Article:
die away

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die away

To diminish or fade slowly. As the last notes of the national anthem died away, the players began skating around the ice.
See also: away, die
Farlex Dictionary of Idioms. © 2015 Farlex, Inc, all rights reserved.

die away

Fig. to fade away. The sound of the waterfall finally died away. When the applause died away, the tenor sang an encore.
See also: away, die
McGraw-Hill Dictionary of American Idioms and Phrasal Verbs. © 2002 by The McGraw-Hill Companies, Inc.

die away

Also, die down. Gradually diminish, fade, or subside; slowly come to an end. For example, As they moved higher up, their voices died away, or The rain seems to be dying down. The first term, from the late 1600s, today is most often applied to a diminishing sound and was originally used to describe the wind slowing down or ceasing to blow. The variant dates from the first half of the 1800s.
See also: away, die
The American Heritage® Dictionary of Idioms by Christine Ammer. Copyright © 2003, 1997 by The Christine Ammer 1992 Trust. Published by Houghton Mifflin Harcourt Publishing Company. All rights reserved.
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References in classic literature ?
The beats of her heart grew fainter and fainter, and vaguer, like a fountain giving out, like an echo dying away;--and when she exhaled her last breath, she thought she saw in the half-opened heavens a gigantic parrot hovering above her head.
The Prince listened to her footsteps dying away in the corridor.
Going into tonight, it adds: "Scattered showers at first, some heavy and perhaps thundery, soon dying away to leave long clear periods.
STORM Dylan's 80mph winds and torrential rain caused chaos on the roads before dying away as Britons geared up to greet the New Year.
What is really worse is that such few wonderful remnants of the past are facing the threat of dying away, prompting individuals and societies to try save the heritage.
"Sadly now the art seems to be dying away and the spinners dying away."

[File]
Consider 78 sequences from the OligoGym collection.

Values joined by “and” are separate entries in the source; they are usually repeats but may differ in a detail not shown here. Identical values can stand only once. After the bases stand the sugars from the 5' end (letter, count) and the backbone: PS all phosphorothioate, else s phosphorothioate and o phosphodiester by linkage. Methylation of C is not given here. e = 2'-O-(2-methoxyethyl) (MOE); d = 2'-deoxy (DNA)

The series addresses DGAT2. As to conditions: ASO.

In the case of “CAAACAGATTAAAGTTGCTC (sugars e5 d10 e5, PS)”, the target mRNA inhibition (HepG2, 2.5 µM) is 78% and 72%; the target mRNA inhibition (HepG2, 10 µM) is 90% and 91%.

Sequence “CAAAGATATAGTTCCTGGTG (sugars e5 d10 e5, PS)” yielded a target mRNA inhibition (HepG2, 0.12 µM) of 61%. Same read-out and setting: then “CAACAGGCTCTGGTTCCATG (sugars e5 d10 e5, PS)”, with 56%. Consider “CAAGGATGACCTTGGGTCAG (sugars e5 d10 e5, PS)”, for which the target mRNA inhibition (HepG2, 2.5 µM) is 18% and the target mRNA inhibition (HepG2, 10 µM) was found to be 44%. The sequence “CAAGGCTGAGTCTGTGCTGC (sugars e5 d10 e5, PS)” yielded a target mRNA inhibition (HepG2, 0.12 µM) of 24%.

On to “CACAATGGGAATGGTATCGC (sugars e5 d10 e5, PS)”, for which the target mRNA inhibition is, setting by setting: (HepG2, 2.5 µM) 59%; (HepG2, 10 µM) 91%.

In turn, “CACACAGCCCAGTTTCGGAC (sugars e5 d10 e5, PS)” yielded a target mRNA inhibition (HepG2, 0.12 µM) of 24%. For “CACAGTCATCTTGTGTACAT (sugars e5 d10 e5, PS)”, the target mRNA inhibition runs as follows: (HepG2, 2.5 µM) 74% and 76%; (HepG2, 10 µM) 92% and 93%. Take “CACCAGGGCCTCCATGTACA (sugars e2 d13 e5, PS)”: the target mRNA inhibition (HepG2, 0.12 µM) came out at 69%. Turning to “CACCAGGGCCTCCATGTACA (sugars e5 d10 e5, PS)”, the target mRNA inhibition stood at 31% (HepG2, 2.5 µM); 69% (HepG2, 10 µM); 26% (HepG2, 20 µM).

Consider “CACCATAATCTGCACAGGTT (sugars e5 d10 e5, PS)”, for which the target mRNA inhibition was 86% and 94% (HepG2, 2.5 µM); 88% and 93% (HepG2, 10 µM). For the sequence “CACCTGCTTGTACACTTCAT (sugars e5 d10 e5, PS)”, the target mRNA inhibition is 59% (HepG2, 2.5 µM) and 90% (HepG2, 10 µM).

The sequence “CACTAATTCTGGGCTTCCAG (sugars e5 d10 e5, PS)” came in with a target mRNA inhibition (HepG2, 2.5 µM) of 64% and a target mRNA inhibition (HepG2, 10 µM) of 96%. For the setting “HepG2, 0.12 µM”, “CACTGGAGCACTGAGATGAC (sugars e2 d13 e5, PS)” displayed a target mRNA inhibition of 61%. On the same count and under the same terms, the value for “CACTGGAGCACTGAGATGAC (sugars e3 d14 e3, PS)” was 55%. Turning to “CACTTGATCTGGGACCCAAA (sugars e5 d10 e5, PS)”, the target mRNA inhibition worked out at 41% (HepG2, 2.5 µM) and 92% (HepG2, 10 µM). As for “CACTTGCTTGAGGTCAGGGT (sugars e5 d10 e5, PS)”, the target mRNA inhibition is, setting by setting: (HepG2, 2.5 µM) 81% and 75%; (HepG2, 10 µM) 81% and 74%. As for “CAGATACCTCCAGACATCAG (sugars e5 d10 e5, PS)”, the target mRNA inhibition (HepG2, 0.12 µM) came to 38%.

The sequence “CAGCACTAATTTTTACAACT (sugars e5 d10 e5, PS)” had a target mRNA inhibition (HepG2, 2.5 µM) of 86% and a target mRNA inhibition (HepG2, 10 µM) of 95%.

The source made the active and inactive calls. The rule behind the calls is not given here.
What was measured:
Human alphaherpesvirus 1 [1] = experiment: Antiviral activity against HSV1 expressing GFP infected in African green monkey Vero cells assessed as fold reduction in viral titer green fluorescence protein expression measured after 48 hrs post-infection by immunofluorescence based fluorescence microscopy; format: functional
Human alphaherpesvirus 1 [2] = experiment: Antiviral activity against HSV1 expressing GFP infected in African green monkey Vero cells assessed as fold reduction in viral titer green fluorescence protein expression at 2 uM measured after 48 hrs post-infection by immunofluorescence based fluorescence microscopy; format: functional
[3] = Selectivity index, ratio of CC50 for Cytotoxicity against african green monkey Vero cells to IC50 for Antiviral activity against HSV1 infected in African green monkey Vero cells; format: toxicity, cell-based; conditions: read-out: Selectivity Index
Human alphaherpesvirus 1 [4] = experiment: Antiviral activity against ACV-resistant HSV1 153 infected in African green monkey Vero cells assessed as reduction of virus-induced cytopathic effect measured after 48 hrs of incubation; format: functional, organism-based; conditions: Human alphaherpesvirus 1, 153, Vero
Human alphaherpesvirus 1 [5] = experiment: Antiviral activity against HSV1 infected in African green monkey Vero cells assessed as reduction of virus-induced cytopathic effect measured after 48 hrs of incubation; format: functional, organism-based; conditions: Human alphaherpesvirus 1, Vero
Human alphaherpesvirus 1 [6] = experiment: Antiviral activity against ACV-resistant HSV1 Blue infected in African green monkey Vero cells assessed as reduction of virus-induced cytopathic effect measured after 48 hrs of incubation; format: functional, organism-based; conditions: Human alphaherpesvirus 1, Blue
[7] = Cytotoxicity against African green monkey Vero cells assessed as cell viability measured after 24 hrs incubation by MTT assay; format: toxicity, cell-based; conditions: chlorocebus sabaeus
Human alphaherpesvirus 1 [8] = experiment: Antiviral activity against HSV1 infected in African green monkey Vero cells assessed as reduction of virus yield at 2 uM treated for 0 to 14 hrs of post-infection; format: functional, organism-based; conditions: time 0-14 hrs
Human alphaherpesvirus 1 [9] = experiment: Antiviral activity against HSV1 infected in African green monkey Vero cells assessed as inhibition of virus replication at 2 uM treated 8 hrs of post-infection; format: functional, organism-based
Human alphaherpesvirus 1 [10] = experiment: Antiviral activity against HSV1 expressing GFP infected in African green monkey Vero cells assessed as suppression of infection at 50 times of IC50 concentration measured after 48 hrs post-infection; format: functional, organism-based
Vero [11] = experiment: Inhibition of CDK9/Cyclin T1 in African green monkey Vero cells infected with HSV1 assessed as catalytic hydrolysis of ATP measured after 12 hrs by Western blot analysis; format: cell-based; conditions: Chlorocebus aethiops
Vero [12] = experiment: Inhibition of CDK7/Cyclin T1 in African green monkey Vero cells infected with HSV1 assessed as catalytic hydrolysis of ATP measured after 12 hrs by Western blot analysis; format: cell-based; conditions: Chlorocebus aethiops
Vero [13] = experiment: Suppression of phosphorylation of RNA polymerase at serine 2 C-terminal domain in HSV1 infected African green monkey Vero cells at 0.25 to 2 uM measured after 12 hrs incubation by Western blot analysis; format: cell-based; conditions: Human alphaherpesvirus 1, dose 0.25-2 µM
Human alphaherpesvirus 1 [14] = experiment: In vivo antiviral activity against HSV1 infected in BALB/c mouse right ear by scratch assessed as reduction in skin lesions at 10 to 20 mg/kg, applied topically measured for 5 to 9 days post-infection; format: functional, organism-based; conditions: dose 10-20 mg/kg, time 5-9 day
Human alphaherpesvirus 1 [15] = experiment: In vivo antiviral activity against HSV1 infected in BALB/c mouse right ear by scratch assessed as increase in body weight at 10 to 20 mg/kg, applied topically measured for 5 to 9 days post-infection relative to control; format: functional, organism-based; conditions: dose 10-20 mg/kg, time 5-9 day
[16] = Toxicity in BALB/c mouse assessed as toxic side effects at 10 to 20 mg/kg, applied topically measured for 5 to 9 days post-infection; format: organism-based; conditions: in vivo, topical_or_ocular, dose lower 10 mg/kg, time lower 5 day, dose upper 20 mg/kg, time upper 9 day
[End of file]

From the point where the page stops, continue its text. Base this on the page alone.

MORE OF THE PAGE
"The ones that had a chance at Sawgrass were just getting to the hole and sort of dying away.
"I felt the ones which had a chance (at Sawgrass) weren't quite rolling past the hole, they were just getting to the hole and sort of dying away.
The question has dogged Examiner news and letters pages for a while now and shows no sign of dying away.
Peter Klimek and colleagues found that there are two types of word event - the first (endogenous) is when use of a word builds up over time till it peaks and then goes down, and the second (endogenous) is when a word explodes on to the blogosphere, quickly reaching a peak and then slowly dying away.
George and initiated an annual roadside tree-planting program to replace the stately maple trees that were slowly dying away on local rural roads.
The PU spokesman said here Saturday that prior to Eidul Azha, irrigation of varsity lawns in front of Political Science and History departments was undertaken on a limited scale in the morning hours for the watering of newly-planted nursery of seasonal flower plants and tree saplings to prevent them from dying away, so that the water is immediately absorbed in ground or evaporates in air due to sunlight.
ALAN SHEARER has expressed his fears that the Geordie conveyor belt of talent could be in danger of "dying away" if establishments like Wallsend Boys Club are not given the tender loving care they so desperately need to stay alive.
The strong Protestant hold on American culture and thought has for many decades simply been dying away. And, because Protestantism itself--originally founded on a revolt, a bitter one at that, against Roman Catholicism--was the main carrier of anti-Roman sentiment, it is only natural that as the influence of Protestant thinking has waned, so has anti-Catholic sentiment....